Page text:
Visitors also were dismayed at the Reef Point beach below, where at peak rainy times more than 10,000 gallons per second of urban runoff could run across the beach into the ocean.

"This is a spectacular place. It would be a shame to see it ruined," said Al Ziccardi, 62, a Scottsdale, Ariz., resident visiting his daughter in Orange County. "California has a number of treasures, and this is one of them. Once it's gone, it'll never come back."

Irvine Co. consultants, in an environmental impact report last year, said that while the residential, hotel and shopping center project would spoil some views from the state park, it would do minimal damage to streams and wildlife.

"While the people who use this property might be upset because they are viewing homes instead of hillsides," Kranhold said, "what they need to recognize is that the company as given up its development rights on 78% of the Newport Coast . . . in exchange for the right to develop in these small areas."

Tamaribuchi added: "We're building beautiful homes."

The company's environmental report concluded that water runs in the creeks only occasionally and that specially constructed drain pipes into Muddy Canyon Creek, along with a holding pond, could handle runoff, avoiding flooding and erosion below.

Also open to debate is how water quality will be affected by pesticides, fertilizers, pet waste and other urban runoff that will drain through the park, across the beach and into the ocean.

"Once they get all those homes built, the runoff from the gutters, the roofs, the streets has got nowhere to go but into the state park," said senior Crystal Cove Park Ranger Michael Eaton. "I'm worried that our tide pools may be buried."

Grading of the site in past years resulted in three-mile-long sediment plumes in the ocean, according to state park ecologist David Pryor. He said that could be beneficial, because it could add sand to the beach, but it could also have adverse effects.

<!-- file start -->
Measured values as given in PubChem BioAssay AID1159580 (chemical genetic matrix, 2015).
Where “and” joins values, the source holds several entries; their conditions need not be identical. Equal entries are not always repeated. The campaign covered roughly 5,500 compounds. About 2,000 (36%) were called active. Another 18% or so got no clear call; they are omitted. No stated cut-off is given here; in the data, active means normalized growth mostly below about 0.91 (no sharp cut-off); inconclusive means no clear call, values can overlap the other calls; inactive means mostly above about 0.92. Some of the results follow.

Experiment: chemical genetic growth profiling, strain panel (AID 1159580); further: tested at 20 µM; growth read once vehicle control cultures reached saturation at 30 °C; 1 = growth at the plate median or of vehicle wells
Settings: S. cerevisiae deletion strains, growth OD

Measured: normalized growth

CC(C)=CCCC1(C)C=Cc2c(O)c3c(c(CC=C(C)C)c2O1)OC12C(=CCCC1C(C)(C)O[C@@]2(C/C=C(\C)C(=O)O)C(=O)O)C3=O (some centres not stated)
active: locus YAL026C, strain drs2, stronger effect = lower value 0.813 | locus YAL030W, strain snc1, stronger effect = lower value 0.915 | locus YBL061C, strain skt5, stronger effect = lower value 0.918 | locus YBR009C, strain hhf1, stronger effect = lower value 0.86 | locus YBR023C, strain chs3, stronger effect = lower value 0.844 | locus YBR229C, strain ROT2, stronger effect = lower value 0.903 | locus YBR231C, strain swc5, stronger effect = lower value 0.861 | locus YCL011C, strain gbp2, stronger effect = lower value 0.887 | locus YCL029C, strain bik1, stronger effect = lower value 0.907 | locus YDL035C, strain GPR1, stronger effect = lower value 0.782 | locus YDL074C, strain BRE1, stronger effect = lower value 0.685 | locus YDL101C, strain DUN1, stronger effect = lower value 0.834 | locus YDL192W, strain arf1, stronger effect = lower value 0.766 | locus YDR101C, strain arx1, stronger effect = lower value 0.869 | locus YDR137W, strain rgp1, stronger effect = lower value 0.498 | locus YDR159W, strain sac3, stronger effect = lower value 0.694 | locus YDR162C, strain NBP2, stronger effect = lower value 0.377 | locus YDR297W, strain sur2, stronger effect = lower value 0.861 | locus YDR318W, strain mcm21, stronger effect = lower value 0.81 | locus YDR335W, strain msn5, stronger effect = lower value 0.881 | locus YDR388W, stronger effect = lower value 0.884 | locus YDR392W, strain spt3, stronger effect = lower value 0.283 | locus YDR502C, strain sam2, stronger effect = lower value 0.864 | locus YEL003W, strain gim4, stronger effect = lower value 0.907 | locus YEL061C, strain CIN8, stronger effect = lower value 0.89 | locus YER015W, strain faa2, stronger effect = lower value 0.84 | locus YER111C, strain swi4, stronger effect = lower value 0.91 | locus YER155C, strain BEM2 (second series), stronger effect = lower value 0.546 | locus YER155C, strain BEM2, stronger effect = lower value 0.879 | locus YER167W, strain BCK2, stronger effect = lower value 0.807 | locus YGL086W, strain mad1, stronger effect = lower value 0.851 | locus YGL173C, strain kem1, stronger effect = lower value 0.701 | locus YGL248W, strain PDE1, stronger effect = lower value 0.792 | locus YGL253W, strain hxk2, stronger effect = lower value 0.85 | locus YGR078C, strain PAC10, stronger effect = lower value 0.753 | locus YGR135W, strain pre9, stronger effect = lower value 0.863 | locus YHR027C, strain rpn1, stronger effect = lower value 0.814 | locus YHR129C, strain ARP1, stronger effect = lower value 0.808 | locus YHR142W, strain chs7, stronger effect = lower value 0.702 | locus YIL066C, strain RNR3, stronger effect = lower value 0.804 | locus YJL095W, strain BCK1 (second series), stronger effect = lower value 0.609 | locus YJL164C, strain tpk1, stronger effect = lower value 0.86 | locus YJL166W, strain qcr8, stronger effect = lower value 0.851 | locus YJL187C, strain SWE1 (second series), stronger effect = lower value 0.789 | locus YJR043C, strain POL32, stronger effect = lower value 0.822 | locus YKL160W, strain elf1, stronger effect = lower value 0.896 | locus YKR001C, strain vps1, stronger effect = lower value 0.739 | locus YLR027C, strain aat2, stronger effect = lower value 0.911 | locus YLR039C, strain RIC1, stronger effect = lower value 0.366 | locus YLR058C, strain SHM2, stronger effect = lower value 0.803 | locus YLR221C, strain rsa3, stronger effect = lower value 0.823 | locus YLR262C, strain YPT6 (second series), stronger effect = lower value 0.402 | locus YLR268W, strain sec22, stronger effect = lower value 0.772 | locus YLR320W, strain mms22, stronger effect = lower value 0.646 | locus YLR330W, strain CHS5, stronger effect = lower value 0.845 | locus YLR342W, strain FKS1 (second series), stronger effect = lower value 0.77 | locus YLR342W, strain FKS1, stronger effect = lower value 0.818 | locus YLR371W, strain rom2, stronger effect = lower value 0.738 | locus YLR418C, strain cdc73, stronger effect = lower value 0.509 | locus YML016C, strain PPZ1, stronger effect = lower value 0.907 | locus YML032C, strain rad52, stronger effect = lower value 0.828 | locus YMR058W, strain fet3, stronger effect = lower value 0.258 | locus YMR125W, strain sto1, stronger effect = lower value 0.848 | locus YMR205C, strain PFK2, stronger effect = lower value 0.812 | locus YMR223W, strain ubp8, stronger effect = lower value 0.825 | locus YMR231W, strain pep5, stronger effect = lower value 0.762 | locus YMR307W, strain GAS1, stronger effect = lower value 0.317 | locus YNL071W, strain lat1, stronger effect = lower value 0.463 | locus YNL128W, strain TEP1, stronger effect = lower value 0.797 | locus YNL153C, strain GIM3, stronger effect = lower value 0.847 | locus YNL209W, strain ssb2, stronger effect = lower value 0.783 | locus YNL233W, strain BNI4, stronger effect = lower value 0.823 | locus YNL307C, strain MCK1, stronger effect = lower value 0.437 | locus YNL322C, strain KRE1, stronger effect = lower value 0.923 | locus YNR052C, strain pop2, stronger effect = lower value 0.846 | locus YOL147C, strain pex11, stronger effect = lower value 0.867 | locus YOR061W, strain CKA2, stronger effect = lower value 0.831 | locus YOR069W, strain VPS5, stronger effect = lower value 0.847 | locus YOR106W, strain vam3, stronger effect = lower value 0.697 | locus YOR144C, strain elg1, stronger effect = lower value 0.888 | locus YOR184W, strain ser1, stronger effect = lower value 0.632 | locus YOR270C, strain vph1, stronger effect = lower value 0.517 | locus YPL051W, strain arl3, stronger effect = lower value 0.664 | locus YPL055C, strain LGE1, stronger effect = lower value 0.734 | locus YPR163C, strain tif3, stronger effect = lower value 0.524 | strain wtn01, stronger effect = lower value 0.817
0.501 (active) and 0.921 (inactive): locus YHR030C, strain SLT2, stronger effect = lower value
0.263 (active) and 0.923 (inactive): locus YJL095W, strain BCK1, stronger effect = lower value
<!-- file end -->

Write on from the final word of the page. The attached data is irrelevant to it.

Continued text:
"Worst-case scenario is we have to close down portions of the beach because of high bacteria" during the peak summer season, he said, because that is also when "nuisance" pollutants such as lawn fertilizers or oil from home garages could end up being dumped into the drainage system.

Some irrigation runoff is unavoidable, Tamaribuchi said. But much of the irrigation waste would dissipate on site, he said, because the company is altering relatively little of Muddy Canyon Creek and is creating additional wetlands.

Still, water quality control is the last large issue for the development. The Army Corps, which originally planned to issue a "nationwide permit" to the Irvine Co. on Friday, instead said it will deny it for now because the state water quality regional control board has not completed its approvals. The regional quality control board could not find its documents on the development. If those approvals come through, a nationwide permit will be granted, said Jae Chung, the Corps project manager handling the permit.

Nationwide permitting allows developers to win speedy approval from the Army Corps to alter federally protected waters, sidestepping lengthier analysis by the EPA, Fish and Wildlife and others.

"We have no recourse under nationwide permits," said Tuden of the EPA.

Tamaribuchi said the permit was appropriate because a minimal amount of federally protected waters would be affected.

Chung, who recommended approval of the permit, said he did not foresee a problem in terms of flooding or erosion as a result of the development. He said the Corps does not have jurisdiction over water quality issues.